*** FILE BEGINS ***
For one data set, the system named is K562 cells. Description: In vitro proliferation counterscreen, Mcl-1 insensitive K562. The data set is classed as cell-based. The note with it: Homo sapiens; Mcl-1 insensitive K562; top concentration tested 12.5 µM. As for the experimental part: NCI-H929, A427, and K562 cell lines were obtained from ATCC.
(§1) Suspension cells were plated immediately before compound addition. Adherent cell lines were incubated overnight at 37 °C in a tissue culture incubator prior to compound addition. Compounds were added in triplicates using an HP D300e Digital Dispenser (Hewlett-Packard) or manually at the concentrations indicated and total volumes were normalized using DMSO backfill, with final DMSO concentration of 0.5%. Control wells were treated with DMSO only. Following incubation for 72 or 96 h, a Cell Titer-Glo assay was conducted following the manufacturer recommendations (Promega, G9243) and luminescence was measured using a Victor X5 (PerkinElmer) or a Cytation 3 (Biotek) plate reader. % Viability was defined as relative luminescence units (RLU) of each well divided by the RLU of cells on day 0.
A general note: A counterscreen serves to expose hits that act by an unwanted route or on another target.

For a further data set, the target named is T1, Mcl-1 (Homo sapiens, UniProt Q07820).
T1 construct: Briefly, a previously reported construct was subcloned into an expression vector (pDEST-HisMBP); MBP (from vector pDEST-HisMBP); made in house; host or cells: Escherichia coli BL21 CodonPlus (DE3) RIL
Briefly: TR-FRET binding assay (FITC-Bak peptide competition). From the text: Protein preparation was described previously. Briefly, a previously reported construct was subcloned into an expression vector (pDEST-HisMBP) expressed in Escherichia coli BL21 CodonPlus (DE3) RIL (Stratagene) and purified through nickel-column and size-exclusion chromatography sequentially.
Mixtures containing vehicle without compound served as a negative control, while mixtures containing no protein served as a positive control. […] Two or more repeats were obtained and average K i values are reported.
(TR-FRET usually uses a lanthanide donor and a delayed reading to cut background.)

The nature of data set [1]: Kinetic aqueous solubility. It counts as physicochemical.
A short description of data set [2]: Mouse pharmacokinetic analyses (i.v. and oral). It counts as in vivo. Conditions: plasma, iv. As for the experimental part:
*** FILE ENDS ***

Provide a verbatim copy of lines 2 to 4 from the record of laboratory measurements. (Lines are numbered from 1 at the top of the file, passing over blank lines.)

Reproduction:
(§1) Suspension cells were plated immediately before compound addition. Adherent cell lines were incubated overnight at 37 °C in a tissue culture incubator prior to compound addition. Compounds were added in triplicates using an HP D300e Digital Dispenser (Hewlett-Packard) or manually at the concentrations indicated and total volumes were normalized using DMSO backfill, with final DMSO concentration of 0.5%. Control wells were treated with DMSO only. Following incubation for 72 or 96 h, a Cell Titer-Glo assay was conducted following the manufacturer recommendations (Promega, G9243) and luminescence was measured using a Victor X5 (PerkinElmer) or a Cytation 3 (Biotek) plate reader. % Viability was defined as relative luminescence units (RLU) of each well divided by the RLU of cells on day 0.
A general note: A counterscreen serves to expose hits that act by an unwanted route or on another target.

For a further data set, the target named is T1, Mcl-1 (Homo sapiens, UniProt Q07820).